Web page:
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France’s Wattway: 600 Miles of solar roads to power next generation “smart cities”!

It’s been in the news for some time now recently that France is building a Wattway. Wattway is kind of a new terminology, so what really is the Wattway?

France now has begun rolling out a 600 miles Wattway. So imagine a road network completely tiled or paved with special photovoltaic panels that can withstand pressure and friction from vehicles, that’s what a Wattway is. France is building a Wattway of 600 miles which is almost a thousand Kilometer, about same distance as from Lagos, Nigeria to Accra, Ghana!

This project is presently managed by a French road construction Company, Colas and the French Government’s National Institute for Solar Energy as part of their “Postive Energy” initiative.

Solar Wattway
Solar Wattway
Photo: greenbuildermedia.com

According to the description of the project in their official website:

“Wattway is a photovoltaic road surfacing concept, the first of its kind in the world. Wattway panels are comprised of photovoltaic cells embedded in a multilayer substrate. These cells collect solar energy via a very thin film of polycrystalline silicon that enables the production of electricity.

On the underside of the panels, there is a connection to a lateral module containing the electrical safety components. The panels can be used on any road around the world, and are able to bear all types of vehicle traffic, including trucks. Extra thin (just a few millimeters) yet extremely sturdy, skid-resistant, designed to last, Wattway panels are installed directly on the pavement, without any additional civil engineering work. The Wattway process uses existing infrastructure so there is no need to deconstruct then rebuild.”

The applications of Wattway is limitless, we can only imagine it as it will fuel the future concept of ‘smart intelligent cities’

The Wattway is projected to provide power to 5 million people in France or about the 8% of the total population.

Colas went on to explain:

“Protected by two patents, this unparalleled cutting-edge technique is a major breakthrough, as it provides the road with a new function: producing clean, renewable energy locally, in addition to a road’s conventional use as a vector for mobility.

Wattway is able to provide power to street lights, signs, tramways, as well as housing, offices, etc. For example, 20 m² of Wattway can supply enough electricity to power a single home (not including heating). With a one kilometer long section of Wattway panels, it is possible to power the street lights for a town of 5,000 inhabitants (ADEME).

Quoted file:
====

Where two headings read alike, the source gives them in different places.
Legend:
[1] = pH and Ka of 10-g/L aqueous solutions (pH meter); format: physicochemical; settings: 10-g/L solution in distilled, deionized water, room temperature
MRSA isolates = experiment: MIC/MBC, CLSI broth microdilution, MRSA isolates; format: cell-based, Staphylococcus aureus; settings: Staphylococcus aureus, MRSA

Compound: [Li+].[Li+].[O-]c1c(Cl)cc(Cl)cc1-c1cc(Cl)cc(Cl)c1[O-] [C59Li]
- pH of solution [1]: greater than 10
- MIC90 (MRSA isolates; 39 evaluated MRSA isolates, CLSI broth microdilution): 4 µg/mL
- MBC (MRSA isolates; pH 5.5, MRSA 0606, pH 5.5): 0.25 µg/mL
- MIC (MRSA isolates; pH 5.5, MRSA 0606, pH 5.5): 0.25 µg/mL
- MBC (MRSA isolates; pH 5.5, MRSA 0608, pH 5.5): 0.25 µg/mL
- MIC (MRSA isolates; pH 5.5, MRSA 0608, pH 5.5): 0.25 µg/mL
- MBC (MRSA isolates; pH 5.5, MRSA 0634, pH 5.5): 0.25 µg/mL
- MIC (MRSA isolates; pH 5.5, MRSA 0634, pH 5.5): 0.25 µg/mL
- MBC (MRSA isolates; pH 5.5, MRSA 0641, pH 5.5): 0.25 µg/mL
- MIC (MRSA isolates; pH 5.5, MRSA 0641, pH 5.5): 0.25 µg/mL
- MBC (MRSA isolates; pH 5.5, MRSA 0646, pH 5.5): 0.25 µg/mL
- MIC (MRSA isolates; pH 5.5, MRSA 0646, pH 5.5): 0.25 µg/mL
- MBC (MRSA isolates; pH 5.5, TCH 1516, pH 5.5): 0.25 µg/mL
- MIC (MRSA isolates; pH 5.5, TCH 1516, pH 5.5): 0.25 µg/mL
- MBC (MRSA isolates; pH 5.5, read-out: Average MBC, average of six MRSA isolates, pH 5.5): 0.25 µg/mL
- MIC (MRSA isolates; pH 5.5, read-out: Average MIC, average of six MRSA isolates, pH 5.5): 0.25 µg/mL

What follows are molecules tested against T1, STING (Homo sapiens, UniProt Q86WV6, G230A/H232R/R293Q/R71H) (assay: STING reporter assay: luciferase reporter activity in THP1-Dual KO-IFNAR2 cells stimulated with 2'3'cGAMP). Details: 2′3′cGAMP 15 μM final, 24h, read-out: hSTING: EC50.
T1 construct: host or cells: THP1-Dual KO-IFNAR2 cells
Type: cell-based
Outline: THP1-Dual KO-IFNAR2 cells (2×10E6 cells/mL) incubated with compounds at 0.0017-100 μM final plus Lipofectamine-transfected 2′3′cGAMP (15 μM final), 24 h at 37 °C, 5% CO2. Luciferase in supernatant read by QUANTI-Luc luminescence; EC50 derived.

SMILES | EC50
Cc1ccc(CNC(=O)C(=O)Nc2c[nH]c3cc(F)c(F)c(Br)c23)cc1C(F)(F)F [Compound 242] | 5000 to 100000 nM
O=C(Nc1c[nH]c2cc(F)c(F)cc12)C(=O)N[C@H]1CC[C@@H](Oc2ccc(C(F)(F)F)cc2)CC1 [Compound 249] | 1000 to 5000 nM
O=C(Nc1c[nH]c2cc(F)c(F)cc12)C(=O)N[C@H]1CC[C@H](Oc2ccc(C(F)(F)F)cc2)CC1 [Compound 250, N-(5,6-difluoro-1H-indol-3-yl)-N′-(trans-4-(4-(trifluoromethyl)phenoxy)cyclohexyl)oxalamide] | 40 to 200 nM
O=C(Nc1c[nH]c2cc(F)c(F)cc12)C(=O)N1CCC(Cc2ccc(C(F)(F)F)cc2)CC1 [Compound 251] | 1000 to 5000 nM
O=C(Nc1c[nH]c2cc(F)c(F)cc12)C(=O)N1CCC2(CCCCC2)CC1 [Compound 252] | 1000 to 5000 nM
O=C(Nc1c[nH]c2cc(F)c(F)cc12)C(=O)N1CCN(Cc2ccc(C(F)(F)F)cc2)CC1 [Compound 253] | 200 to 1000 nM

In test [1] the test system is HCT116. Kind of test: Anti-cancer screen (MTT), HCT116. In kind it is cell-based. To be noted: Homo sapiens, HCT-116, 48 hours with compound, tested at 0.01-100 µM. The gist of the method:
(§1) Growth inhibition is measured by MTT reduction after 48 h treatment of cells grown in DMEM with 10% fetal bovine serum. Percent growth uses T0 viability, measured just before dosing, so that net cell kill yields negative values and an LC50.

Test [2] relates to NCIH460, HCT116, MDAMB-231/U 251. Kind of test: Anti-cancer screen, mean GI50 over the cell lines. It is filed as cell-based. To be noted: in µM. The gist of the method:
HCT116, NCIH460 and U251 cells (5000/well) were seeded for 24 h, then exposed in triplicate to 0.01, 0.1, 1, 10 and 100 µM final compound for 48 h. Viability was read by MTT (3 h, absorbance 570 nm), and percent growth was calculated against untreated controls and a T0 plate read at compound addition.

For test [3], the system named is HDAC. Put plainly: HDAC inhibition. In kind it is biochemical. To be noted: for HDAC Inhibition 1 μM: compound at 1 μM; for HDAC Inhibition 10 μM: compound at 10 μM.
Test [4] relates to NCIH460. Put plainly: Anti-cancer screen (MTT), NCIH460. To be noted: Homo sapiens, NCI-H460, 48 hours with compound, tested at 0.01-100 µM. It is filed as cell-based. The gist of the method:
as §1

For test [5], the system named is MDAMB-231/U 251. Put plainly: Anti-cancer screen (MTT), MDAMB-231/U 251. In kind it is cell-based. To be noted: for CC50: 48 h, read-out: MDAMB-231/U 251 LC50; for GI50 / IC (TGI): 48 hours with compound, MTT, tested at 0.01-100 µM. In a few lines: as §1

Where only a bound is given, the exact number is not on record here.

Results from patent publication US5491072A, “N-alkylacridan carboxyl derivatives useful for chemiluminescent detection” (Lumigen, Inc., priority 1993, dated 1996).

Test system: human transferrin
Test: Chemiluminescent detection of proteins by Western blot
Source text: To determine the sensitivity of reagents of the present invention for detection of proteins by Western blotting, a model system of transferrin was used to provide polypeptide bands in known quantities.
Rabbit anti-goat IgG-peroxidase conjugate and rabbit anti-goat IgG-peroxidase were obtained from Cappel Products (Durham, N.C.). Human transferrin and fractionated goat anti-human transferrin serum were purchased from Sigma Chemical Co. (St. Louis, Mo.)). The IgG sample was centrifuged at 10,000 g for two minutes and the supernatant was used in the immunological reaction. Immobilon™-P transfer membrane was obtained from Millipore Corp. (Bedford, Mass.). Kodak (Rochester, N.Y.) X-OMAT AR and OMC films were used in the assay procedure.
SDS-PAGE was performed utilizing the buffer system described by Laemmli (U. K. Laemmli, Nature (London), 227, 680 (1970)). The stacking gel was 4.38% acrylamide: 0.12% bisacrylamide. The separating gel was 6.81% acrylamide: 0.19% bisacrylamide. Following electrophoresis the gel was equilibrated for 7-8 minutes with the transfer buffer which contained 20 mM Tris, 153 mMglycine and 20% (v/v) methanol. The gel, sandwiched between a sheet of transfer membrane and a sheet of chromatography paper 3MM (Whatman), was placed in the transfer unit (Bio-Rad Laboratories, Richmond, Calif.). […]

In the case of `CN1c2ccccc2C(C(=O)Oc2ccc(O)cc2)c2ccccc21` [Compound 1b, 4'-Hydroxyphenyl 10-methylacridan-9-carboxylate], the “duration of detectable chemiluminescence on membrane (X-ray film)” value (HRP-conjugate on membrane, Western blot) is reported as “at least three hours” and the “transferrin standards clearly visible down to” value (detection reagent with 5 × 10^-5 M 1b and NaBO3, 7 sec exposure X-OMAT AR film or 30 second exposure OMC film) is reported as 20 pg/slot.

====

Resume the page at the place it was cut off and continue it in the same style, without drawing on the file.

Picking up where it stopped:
The road of the future

A road that can produce electricity is a connected road. Roads of the future will be intelligent and able to communicate thanks to widespread development in sensors making it possible to provide real-time information on traffic, to manage traffic dynamically, and to roll out automatic diagnosing programs in the pavement itself. One can also imagine electric vehicles being charged via induction technology.”

Learn more about the Solar Wattway in this short video presetation:

2 thoughts on “France’s Wattway: 600 Miles of solar roads to power next generation “smart cities”!

  • May 14, 2016 at 9:06 am
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    Wow! As usual, on login to ur site, I always get amazed by latest news on renewable solar energy globally, keep it up please.
    These guys in the West are always researching per second (imagine just five years to achieve a Wattroad) and they enjoy the company of a listening government.
    Unlike us here; where the government don’t govern for the sake of the Father Land, ie. No Passion for developmental projects and NO Vision for latest ones. We don’t even have a road, not to talk about a Wattroad.
    Personally, at times I wonder (with all the renewable energy passion buried within me) why I found myself in this country.
    Honestly speaking, if only I’m based in Lagos, I would have loved to be part of the PSC family. For being one recheable to me and also an indigenous company with my kind of vision.
    Thank you and see you later.

    Reply

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